That being said, Ramos didn’t start with a prospectus. He hesitates to call himself an artist, saying that he only considers his project art because “if I saw somebody else doing this, I would feel like it was some sort of abstract art performance.” He expected to get a few laughs for the original video, but didn’t even intend to continue the project for as long as he eventually did.
What he did expect, even before appearing on national television, was to build a following online. In the clusters of temporary community that perpetually bubble up on the internet, his kind of extremely specific meme tends to find a niche. His channel has 6,500 YouTube subscribers, which he gained initially through the subreddit r/DeepIntoYouTube. A post there about him, made about one year into his project, totalled around 6,300 upvotes, remaining one of the most popular posts on the subreddit. A Dutch YouTuber, inspired by Malcolm, began his own project in parallel, doing a daily Owen Wilson “Wow!” for hundreds of days, in hopes of getting Owen Wilson to do one back at him (he hasn’t). Because a Chilean YouTube meme reviewer featured his grunts, half of Ramos’s subscribers — he estimates — are South American, and many of the comments on his videos are in Spanish.
One reason Ramos kept uploading the videos was the positivity he found in his fanbase. “Everyone is so nice, which is really uncommon, I feel, for a YouTube channel or the YouTube community.” Comments say, “this keeps me going” or “this cheered me up.”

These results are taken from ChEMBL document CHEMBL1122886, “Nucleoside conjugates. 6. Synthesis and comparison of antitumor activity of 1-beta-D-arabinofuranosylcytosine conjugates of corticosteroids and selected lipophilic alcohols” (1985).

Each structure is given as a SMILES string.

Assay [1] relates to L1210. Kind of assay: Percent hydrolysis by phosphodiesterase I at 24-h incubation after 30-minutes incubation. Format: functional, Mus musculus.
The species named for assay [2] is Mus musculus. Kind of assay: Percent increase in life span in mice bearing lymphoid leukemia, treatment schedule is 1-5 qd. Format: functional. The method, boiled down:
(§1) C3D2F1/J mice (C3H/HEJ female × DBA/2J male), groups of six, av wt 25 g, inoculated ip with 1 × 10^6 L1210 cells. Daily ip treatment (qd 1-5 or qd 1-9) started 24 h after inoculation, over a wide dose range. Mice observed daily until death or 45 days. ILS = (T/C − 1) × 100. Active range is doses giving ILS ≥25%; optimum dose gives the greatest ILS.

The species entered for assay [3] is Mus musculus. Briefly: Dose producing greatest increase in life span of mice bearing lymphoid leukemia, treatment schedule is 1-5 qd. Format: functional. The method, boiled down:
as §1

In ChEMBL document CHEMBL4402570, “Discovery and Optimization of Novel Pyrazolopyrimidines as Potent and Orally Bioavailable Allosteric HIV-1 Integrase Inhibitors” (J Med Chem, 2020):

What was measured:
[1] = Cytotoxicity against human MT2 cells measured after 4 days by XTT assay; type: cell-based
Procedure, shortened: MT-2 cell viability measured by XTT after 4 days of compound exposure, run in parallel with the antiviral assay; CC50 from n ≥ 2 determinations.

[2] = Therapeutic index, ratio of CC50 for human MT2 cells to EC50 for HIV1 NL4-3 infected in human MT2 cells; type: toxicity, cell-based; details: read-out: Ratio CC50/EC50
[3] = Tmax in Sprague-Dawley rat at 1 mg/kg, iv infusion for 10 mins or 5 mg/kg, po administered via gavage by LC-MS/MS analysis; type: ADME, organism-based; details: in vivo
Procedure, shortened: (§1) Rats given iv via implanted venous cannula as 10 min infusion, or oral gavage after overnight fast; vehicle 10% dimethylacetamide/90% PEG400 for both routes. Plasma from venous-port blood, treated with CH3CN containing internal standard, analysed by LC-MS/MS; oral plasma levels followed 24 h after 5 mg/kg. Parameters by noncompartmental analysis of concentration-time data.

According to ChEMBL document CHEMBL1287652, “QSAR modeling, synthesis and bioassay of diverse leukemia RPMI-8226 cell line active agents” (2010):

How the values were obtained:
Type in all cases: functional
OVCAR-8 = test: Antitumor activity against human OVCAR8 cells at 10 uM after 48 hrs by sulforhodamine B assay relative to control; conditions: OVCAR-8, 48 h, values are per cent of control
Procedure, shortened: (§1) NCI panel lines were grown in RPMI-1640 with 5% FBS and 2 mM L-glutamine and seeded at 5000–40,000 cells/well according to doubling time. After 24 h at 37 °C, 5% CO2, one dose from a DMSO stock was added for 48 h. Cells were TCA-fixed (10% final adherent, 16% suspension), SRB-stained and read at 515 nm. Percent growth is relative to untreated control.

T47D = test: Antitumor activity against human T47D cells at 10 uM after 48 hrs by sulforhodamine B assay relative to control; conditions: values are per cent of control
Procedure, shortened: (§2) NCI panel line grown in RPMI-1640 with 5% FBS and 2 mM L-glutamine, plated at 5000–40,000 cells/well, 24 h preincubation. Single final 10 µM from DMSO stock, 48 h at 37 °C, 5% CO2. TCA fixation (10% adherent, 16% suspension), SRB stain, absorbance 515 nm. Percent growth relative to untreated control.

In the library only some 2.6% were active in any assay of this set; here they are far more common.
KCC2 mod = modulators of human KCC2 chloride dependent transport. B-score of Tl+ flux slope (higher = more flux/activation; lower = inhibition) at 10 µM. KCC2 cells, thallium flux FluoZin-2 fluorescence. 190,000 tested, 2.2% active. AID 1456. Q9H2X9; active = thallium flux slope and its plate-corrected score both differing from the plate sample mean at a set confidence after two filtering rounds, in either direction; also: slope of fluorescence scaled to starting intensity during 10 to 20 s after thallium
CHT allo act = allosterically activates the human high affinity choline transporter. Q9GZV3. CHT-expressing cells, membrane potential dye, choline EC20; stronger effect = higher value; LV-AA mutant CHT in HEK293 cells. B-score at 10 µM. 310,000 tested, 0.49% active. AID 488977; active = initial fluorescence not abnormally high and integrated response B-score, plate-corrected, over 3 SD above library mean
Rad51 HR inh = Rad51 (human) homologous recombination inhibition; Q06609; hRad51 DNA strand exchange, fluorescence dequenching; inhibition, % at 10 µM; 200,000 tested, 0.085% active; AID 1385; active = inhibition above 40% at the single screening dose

“The other day, this guy commented and said my ‘sister died today,’” Ramos remembers. “And then he said ‘Tim Allen Every Day Challenge! Hello from Chile.’”
Not willing to put myself through what is now a tried-and-tested way to get Tim Allen’s attention, I have no way of knowing when, exactly, the comedian first noticed Malcolm Ramos. However, when Jimmy Kimmel first brought up the project, Allen responded by referring to him as “the grunt guy.” We’ll probably never know whether Allen was briefed by Kimmel’s staff, or if he had already been haunted by his grunting online doppelganger.
Kimmel has made a trademark of featuring viral videos and memes on his show, but he and Allen took a fairly derisive tone towards Ramos. "Malcolm, I hope it was everything you dreamed it would be,” said Kimmel. “You can now get on with your life. You can find a spouse, maybe have a family. And who knows, maybe even a job would be nice." Then he plugged Tim Allen’s new show and cut to commercials.
Of course, Ramos does have a job — not to mention a girlfriend, who officially knows about the whole thing — but he wasn’t offended. “I was fine with them making fun of me,” he said. “I don’t think Tim Allen got it and I don’t blame him for being a little weirded out.” It’s no surprise that men of Allen and Kimmel’s age and wealth have trouble understanding internet humor. But Kimmel, Allen, and Ramos are all — in a sense — entertainers trying to get laughs. Part of the appeal of a talk show like Jimmy Kimmel Live!, which has been on air since 2003, is the familiarity of it. Like any late night host, Kimmel has running jokes. The Home Improvement grunt itself was a running gag in the first place. In a way, meme humor is part of this tradition.
Regardless of their mockery, Kimmel and Allen helped Ramos finish his project. Now that he’s done, he is of two minds.
“Uploading a grunt and checking the comments had become a part of my daily ritual that I enjoyed more than I may have realized,” he said, “and getting used to losing that is kind of a bummer. But I also feel relieved, accomplished, and strangely like I have more free time even though the grunts only took a few minutes.”
Ramos isn’t sure what he’ll do next with his YouTube channel. But he does know he won’t be doing it every day.